London more casual dining

Noizé Restaurant, 39 Whitfield Street
Casual but excellent and authentic fine French dining in a relaxed atmosphere. Choose from the slightly more formal upstairs restaurant, or the larger basement area and bar, for apparently simple cooking that focuses on ingredients. The restaurant is run by Mathieu Germond, former co-owner and manager of Pied à Terre, and his passion for wine shows not only in the very personal and non-corporate wine list, but in his willingness to accommodate wine enthusiasts looking to BYO. It’s unfair to place Noizé in ‘fine dining’ in some ways, because there is no pretension here: it is all about the food and wine, and though dishes are fairly simple, with four or five components on the plate, the ingredients are superb and cooking excellent, like a recent fillet of hake, served with a creamy white bean purée, and piquant, fresh accompaniment of salsify, caper and lemon. The menu changes according to the seasonal produce available, and three courses will cost around £65 without wine. Closed Sundays and Mondays but may open for larger bookings.

Sussex, 63-64 Frith Street
In a Soho premises that I used to visit quite often when it was called Arbutus and held a Michelin star, now it’s a casual and bustling restaurant and bar where many of the ingredients are ‘British, local and wild’ according to their slogan. It’s always been a slightly odd dining space, a long U-shaped room with tables down each of the legs of the U, but we settled in comfortably enough and kicked off with a glass of Bollinger (not so British admittedly). For my first course, pan-seared Shetland king scallop, came with a very interesting British-grown chilli & garlic butter sauce. There was only one scallop, but it was plump, juicy and nicely seared. It was very much wild venison season, so South Downs venison appealed, and was a lovely few slices of loin, again well seared and soft to the bite, served with a creamy Jerusalem artichoke purée and Chichester-grown beetroot and blackberries and a red wine jus. A bottle of Vinsobres from the Perrin family (£65) washed this down nicely. Prices are moderate for this part of London, with starters around £10/12 and mains £25/£35. A friendly, welcoming place taking its food seriously. Closed Sundays and Bank Holidays.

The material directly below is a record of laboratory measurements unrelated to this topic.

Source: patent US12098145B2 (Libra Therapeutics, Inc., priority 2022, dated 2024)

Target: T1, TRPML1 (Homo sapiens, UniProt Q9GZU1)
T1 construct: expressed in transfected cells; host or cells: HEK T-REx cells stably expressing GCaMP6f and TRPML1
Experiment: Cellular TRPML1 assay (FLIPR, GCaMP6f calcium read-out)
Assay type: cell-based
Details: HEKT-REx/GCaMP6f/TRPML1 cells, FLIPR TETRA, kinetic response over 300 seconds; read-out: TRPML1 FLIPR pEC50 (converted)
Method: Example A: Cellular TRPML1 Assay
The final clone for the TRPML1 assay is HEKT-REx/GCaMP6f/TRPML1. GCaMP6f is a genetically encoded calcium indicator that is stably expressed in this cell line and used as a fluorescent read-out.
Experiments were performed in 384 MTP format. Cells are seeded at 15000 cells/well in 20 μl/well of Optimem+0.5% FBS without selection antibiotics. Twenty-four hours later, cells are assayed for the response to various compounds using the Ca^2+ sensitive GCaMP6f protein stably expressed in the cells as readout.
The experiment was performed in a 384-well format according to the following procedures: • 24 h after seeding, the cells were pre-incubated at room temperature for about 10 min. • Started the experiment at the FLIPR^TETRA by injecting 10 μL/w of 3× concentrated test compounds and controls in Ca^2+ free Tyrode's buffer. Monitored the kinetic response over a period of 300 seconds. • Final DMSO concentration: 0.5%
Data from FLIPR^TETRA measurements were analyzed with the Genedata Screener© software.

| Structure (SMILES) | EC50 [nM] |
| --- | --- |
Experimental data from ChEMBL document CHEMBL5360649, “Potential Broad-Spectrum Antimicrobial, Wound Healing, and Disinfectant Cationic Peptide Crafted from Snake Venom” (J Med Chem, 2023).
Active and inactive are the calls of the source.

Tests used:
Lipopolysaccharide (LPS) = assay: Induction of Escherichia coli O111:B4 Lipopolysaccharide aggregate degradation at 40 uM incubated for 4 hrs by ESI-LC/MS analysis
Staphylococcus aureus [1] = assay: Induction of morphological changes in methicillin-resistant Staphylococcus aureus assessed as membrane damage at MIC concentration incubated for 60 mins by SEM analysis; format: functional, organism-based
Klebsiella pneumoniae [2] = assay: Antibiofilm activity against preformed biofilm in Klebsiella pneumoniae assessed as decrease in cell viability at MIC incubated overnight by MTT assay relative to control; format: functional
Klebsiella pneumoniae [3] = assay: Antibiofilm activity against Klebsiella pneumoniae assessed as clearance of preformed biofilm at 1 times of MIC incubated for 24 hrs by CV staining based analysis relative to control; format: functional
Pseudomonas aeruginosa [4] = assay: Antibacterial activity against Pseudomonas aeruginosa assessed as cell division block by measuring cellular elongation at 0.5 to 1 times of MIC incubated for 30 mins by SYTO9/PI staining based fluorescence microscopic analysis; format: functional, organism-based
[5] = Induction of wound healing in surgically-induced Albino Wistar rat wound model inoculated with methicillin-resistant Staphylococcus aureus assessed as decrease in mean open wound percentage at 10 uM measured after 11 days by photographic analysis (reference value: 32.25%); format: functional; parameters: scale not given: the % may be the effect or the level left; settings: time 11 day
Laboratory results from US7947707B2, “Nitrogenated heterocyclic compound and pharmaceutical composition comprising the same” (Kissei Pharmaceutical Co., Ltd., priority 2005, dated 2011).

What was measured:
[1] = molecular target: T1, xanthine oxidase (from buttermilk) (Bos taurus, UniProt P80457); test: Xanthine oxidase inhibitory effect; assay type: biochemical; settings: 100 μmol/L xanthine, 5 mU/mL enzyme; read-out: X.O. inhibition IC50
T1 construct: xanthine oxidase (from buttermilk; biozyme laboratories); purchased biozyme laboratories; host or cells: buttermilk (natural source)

The Don, 19-23 St. Swithins Lane
In a lane close to Bank Station The Don occupies the atmospheric old Sandeman Port cellars, where sherries, madeiras and ports were bottled for 200 years. Upstairs is a bright, bustling dining room with large picture windows to the lane, but there is also the option of dining downstairs in the barrel-vaulted cellar. Food is Gallic-focused comfort food with dishes like Soupe de Poisson, Saddle of Rabbit and Roast Suckling Pig. I was guest at a private wine dinner, with a menu that included some flavoursome smoked salmon, nicely marinated and rich in lemony, herby flavour and roast rack of lamb, served juicy and pink, with slow-cooked lamb breast with a roasted aubergine mousse. The quality of ingredients and cooking was very good. Prices are moderate with a two course lunch at £32, maybe £65 per person for dinner before wine. A handy place to know in the City. Lunch Monday to Friday, Dinner Tuesday to Thursday